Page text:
Guide for Persistence
Designing Persistent Stores

As mentioned in Persistent Store Concept, the Persistent Stores, also just called Stores, actually persist the source and receiver state and use RegIDs to identify sources and receivers. Each source to which a Store provides persistence may have zero or more receivers. The Store maintains each receiver's state along with the source's state and the messages the source has sent.

This document is oriented mostly to programmers. See also the Operations Guide chapters Running Persistent Stores (umestored), Persistent Store Crashed, Persistent Sending Problems, and UM Persistent Store Log Messages.

The Store can be configured with its own set of options to persist this state information on disk or simply in memory. The term disk Store is used to signify a Store that persists state to disk, and the term memory Store is used to signify a Store that persists state only in memory.

A source does not send data to the Store and then have the Store forward it to the receivers. In UM, the source sends to receivers and the Stores in parallel. See Persistence Normal Operation. Thus, UM can provide extremely low latency to receiving applications.

The Store(s) that a source uses are part of the source's configuration settings. Sources must be configured to use specific Store(s) in a Quorum/Consensus arrangement.

Receivers, on the other hand, do not need to be configured with Store information a priori. The source provides Store information to receivers via a Source Registration Information (SRI) message after the source registers with a Store. Thus the receivers learn about Stores from the source, without needing to be configured themselves. Because receivers learn about the Store or Stores with which they must register via a SRI record, the source must be available to receivers. However, the source does not have to be actively sending data to do this.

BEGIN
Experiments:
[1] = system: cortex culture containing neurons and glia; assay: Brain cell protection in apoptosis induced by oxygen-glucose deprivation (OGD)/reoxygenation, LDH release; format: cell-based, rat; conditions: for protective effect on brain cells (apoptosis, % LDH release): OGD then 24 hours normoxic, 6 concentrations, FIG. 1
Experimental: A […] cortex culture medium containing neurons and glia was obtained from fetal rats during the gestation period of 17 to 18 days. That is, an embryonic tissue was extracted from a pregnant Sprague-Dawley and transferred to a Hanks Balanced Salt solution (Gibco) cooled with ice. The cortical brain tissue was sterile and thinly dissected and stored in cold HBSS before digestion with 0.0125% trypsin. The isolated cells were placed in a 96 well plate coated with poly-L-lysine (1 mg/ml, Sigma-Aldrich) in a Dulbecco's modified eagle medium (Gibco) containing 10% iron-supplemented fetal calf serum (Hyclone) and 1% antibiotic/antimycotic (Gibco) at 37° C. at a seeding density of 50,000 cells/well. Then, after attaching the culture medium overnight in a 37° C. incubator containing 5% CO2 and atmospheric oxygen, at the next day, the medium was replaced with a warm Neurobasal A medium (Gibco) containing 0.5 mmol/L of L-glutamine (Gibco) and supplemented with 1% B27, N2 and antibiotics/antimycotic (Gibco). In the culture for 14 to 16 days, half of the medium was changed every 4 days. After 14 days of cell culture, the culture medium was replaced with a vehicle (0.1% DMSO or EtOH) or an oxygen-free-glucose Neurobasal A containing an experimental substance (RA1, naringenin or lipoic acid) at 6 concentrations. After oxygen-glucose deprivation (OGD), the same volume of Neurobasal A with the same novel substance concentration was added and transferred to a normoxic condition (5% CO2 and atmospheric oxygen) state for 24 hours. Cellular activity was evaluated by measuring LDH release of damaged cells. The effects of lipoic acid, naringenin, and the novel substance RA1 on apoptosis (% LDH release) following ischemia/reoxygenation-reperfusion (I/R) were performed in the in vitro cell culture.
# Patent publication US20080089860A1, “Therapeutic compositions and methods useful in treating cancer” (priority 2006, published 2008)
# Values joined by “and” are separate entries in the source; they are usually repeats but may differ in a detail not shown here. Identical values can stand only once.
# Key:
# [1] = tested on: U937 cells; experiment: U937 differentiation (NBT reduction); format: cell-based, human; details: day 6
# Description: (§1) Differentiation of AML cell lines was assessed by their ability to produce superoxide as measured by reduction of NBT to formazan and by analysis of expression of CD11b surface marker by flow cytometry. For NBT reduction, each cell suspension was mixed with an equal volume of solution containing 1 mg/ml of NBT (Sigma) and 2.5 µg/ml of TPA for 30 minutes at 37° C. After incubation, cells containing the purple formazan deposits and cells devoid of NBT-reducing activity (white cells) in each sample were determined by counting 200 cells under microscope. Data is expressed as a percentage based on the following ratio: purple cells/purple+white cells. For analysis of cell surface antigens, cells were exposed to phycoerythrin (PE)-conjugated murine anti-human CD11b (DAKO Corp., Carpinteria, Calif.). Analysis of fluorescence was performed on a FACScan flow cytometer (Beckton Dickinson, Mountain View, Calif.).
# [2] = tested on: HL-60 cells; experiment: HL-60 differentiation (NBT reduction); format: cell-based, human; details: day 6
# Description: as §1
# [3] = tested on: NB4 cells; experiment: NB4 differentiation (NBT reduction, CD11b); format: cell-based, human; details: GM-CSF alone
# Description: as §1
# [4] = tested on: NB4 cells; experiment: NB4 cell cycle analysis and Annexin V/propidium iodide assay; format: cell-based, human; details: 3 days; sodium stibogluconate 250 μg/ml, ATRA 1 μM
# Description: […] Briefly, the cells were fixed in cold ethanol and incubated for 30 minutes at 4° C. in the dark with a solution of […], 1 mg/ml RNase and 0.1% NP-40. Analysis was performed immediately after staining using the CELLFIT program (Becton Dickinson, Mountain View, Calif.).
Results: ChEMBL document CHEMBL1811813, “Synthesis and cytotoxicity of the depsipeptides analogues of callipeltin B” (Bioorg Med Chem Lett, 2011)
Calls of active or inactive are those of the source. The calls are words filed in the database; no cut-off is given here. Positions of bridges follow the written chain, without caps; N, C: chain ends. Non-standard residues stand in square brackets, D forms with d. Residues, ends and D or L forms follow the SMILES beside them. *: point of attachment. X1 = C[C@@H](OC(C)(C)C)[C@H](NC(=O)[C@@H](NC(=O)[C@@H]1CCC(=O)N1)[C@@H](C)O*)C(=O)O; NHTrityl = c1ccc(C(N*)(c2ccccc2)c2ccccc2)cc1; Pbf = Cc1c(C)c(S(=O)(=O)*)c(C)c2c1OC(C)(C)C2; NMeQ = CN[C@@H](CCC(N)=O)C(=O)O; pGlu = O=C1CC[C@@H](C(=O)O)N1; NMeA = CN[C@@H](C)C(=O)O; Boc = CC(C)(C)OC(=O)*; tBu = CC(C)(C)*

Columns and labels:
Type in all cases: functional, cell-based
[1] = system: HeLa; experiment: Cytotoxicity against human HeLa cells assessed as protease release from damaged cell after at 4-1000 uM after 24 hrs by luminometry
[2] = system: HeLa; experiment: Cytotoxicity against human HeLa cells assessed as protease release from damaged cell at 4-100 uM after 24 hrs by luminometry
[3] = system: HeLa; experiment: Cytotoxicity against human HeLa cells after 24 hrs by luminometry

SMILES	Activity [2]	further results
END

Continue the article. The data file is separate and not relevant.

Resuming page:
Limit Initial Restore with Restore-Last  <-

The "restore-last" feature limits the initial message restore for a restarting Store.

When a disk-based store is restarted, during its initialization it will open the state and cache files and restore the data. This makes previously saved message data available for recovering subscribers. Note that this message restoration takes some time. For small files of a few megabytes, it might take a few seconds. But for large files of many gigabytes, it could take minutes.

Starting with UM version 6.15, you can configure a restarting Store to only restore a subset of the saved messages. This can greatly speed up the process of initialization.

For example, you might direct the Store to only restore 8 hours' worth of message data when it is restarted. Doing this means that older messages are not available from this Store for recovering subscribers. But if only one Store of a Q/C group is restarted, one or more of the other Stores will continue to have the older messages available.

The UMP Element "<restore-last>" is used to enable this feature.

When the restore-last feature is enabled, the Store will write an additional, per-source "cache index" file. It is written to the configured cache directory and is named the same as the source's normal message cache file with ".idx" appended. For example, your cache directory might contain:


When the Store is restarted, the cache index file is used to quickly determine which messages are within the restore-last range. As a result of this algorithm, if a deployed Store is re-configured to enable the restore-last feature, the first time it is restarted will not be sped up. I.e. since the index file will not yet exist, the first startup after enabling the feature will restore the entire existing cache file.

See UMP Element "<restore-last>" for implementation details.

Store Log File  <-

The Store Process generates log messages that are used to monitor its health and operation. You can configure these to be directed to "console" (standard output) or a specified log "file", via the UMP Element "<log>". Normally "console" is only used during testing, as a persistent log file is preferred for production use. The Store does not over-write log files on startup, but instead appends them.